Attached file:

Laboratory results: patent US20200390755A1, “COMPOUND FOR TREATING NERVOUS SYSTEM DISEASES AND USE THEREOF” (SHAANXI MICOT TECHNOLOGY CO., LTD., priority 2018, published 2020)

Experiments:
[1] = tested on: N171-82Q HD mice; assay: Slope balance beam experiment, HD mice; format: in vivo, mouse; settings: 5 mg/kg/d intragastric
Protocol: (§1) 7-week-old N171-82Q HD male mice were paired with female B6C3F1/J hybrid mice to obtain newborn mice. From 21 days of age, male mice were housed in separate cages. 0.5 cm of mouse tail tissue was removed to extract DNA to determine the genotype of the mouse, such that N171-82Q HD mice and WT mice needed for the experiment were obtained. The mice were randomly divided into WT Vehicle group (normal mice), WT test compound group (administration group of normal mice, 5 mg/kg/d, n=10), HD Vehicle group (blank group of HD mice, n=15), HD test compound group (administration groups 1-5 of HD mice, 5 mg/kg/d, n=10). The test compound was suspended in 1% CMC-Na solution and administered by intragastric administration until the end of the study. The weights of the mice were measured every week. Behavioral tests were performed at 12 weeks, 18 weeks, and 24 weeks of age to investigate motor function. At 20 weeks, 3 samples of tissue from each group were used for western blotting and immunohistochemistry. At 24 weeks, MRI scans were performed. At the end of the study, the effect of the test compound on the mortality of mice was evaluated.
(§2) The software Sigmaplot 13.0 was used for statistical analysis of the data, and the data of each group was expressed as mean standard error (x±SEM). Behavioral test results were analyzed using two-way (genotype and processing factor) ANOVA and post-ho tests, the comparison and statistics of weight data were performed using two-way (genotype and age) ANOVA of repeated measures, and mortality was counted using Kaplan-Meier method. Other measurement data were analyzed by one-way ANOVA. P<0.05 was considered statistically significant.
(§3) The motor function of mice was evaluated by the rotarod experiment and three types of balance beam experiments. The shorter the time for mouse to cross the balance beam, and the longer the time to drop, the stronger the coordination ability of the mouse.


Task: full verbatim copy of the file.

Laboratory results: patent US20200390755A1, “COMPOUND FOR TREATING NERVOUS SYSTEM DISEASES AND USE THEREOF” (SHAANXI MICOT TECHNOLOGY CO., LTD., priority 2018, published 2020)

Experiments:
[1] = tested on: N171-82Q HD mice; assay: Slope balance beam experiment, HD mice; format: in vivo, mouse; settings: 5 mg/kg/d intragastric
Protocol: (§1) 7-week-old N171-82Q HD male mice were paired with female B6C3F1/J hybrid mice to obtain newborn mice. From 21 days of age, male mice were housed in separate cages. 0.5 cm of mouse tail tissue was removed to extract DNA to determine the genotype of the mouse, such that N171-82Q HD mice and WT mice needed for the experiment were obtained. The mice were randomly divided into WT Vehicle group (normal mice), WT test compound group (administration group of normal mice, 5 mg/kg/d, n=10), HD Vehicle group (blank group of HD mice, n=15), HD test compound group (administration groups 1-5 of HD mice, 5 mg/kg/d, n=10). The test compound was suspended in 1% CMC-Na solution and administered by intragastric administration until the end of the study. The weights of the mice were measured every week. Behavioral tests were performed at 12 weeks, 18 weeks, and 24 weeks of age to investigate motor function. At 20 weeks, 3 samples of tissue from each group were used for western blotting and immunohistochemistry. At 24 weeks, MRI scans were performed. At the end of the study, the effect of the test compound on the mortality of mice was evaluated.
(§2) The software Sigmaplot 13.0 was used for statistical analysis of the data, and the data of each group was expressed as mean standard error (x±SEM). Behavioral test results were analyzed using two-way (genotype and processing factor) ANOVA and post-ho tests, the comparison and statistics of weight data were performed using two-way (genotype and age) ANOVA of repeated measures, and mortality was counted using Kaplan-Meier method. Other measurement data were analyzed by one-way ANOVA. P<0.05 was considered statistically significant.
(§3) The motor function of mice was evaluated by the rotarod experiment and three types of balance beam experiments. The shorter the time for mouse to cross the balance beam, and the longer the time to drop, the stronger the coordination ability of the mouse.